Though physicians prescribe a standard drug dose which tends to work for most patients, some will experience severe side-effects whereas others will experience no benefit at all. Some of these patients are working individuals. At Personalized Prescribing, we are actively working with employers and disability managers, who are using pharmacogenomic testing to help these employees.
In our experience, a pharmacogenomic test is not necessary for everyone. It is beneficial for those who are having major problems with their medications. The test has the most impact for employees who struggle with mental health and chronic pain, where the traditional approach is months-years of trial and error, lost productivity, and disability. For employees on psychiatric medications, cost-savings both to payers and employees can amount to $3,988/person/year, as substantiated by the literature1.
Not all tests are equal. Most are pharmacogen-e-tic, testing a handful of genes in isolation. We find that is not enough. We have decided to go pharmacogen-o-mic, whereby we test multiple genes to determine response. In addition, our experience has taught us that employers can get the greatest ROI from a pharmacogenomic benefit when it includes a medication evaluation. With the growing opioid crisis and the incoming legalization of marijuana, a comprehensive medication evaluation can facilitate the de-prescribing of high-risk medications and provide medication education.
At Personalized Prescribing, we offer employees a pharmacist-guided medication evaluation service, the first of its kind. Our pharmacists evaluate the genetic results within a larger context, including clinical factors. While we provide the standard long digital reports that others provide, our pharmacists also conduct research to provide customized recommendations. They generate a concise summary report, indicating to the physician which of the employee’s current medications to continue/discontinue, along with alternatives. We have found that this report was better received by the busy physicians, and we have seen measurable results in terms of improved employee outcomes.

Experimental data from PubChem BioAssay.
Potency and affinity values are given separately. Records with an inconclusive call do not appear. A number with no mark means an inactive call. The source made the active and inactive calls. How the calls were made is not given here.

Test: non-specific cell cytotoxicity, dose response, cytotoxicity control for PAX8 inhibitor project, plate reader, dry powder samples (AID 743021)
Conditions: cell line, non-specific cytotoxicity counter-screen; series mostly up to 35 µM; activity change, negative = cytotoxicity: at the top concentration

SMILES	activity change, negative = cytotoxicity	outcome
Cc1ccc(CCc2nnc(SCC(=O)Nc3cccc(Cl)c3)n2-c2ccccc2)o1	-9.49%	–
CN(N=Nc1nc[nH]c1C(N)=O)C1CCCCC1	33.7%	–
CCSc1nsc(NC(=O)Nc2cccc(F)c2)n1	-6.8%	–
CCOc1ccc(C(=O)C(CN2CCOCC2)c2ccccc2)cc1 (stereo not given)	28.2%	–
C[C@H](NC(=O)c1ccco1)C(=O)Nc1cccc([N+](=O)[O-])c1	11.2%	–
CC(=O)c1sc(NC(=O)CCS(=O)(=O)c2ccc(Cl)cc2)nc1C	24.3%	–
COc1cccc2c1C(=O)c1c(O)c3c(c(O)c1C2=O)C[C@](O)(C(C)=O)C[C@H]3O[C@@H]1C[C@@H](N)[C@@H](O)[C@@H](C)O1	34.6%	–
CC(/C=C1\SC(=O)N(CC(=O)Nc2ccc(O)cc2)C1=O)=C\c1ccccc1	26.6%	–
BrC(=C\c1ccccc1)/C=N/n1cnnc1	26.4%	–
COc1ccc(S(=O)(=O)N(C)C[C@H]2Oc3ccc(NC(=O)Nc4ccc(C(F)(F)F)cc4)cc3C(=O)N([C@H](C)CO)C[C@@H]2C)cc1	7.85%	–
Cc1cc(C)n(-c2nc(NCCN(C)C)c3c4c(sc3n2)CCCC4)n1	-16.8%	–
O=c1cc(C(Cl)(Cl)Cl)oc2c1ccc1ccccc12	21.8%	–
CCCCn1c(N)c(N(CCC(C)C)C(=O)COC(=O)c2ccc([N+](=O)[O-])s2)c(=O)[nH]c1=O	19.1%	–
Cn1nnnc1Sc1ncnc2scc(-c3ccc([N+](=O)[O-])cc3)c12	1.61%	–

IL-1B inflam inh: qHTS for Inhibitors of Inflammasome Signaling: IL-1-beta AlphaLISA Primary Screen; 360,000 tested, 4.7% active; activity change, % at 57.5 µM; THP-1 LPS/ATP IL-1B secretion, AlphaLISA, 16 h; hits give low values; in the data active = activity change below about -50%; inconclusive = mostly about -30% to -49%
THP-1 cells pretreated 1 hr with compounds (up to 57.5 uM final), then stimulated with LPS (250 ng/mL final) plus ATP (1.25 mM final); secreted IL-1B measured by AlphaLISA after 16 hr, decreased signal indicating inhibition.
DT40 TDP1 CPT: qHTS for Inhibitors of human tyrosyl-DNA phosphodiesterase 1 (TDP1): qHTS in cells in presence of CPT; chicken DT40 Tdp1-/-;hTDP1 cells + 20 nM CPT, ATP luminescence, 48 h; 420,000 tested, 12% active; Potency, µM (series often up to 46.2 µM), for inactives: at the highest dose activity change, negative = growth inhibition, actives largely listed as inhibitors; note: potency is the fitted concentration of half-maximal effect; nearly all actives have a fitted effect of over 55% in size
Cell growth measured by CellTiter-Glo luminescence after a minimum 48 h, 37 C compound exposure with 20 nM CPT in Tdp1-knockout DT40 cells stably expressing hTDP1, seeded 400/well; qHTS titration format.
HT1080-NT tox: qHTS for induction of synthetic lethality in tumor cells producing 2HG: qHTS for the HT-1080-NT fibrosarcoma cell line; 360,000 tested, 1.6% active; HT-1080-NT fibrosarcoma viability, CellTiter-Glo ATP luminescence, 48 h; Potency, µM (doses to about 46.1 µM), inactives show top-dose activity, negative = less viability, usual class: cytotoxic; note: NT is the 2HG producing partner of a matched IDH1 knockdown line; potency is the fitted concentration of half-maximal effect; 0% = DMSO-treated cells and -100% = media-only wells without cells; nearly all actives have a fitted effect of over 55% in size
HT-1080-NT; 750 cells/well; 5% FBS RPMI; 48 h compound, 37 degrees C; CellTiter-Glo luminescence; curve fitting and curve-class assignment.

We are currently working with employers to institute robust employee education campaigns. We realize that there is some apprehension with regards to genetic testing. It is important that employees are made aware that all information is kept confidential and there is no genetic discrimination (in accordance with the Canadian Genetic Anti-Discrimination Act). We do not assess predisposition to disease. We only test the genes involved in medication response to help employees and their employers.
1- Brown, L. C., Lorenz, R. A., Li, J., & Dechairo, B. M. (March 01, 2017). Economic Utility: Combinatorial Pharmacogenomics and Medication Cost Savings for Mental Health Care in a Primary Care Setting. Clinical Therapeutics, 39, 3, 592.